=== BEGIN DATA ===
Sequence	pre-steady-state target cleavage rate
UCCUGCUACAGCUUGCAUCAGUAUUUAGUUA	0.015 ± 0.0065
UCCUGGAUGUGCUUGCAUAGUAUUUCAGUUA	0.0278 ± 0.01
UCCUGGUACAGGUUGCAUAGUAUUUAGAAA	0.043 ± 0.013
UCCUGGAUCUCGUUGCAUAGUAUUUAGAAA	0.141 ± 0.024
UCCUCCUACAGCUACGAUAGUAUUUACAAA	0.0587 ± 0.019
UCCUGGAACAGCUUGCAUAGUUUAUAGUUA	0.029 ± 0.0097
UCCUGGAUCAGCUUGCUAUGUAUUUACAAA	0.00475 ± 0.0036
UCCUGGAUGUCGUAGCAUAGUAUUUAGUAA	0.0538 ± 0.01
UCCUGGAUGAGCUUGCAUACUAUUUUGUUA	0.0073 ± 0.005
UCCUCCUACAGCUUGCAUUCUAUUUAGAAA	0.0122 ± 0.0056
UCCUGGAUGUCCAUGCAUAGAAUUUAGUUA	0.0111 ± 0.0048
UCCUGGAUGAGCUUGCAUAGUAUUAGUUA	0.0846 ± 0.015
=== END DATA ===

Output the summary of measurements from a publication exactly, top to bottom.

Sequence	pre-steady-state target cleavage rate
UCCUGCUACAGCUUGCAUCAGUAUUUAGUUA	0.015 ± 0.0065
UCCUGGAUGUGCUUGCAUAGUAUUUCAGUUA	0.0278 ± 0.01
UCCUGGUACAGGUUGCAUAGUAUUUAGAAA	0.043 ± 0.013
UCCUGGAUCUCGUUGCAUAGUAUUUAGAAA	0.141 ± 0.024
UCCUCCUACAGCUACGAUAGUAUUUACAAA	0.0587 ± 0.019
UCCUGGAACAGCUUGCAUAGUUUAUAGUUA	0.029 ± 0.0097
UCCUGGAUCAGCUUGCUAUGUAUUUACAAA	0.00475 ± 0.0036
UCCUGGAUGUCGUAGCAUAGUAUUUAGUAA	0.0538 ± 0.01
UCCUGGAUGAGCUUGCAUACUAUUUUGUUA	0.0073 ± 0.005
UCCUCCUACAGCUUGCAUUCUAUUUAGAAA	0.0122 ± 0.0056
UCCUGGAUGUCCAUGCAUAGAAUUUAGUUA	0.0111 ± 0.0048
UCCUGGAUGAGCUUGCAUAGUAUUAGUUA	0.0846 ± 0.015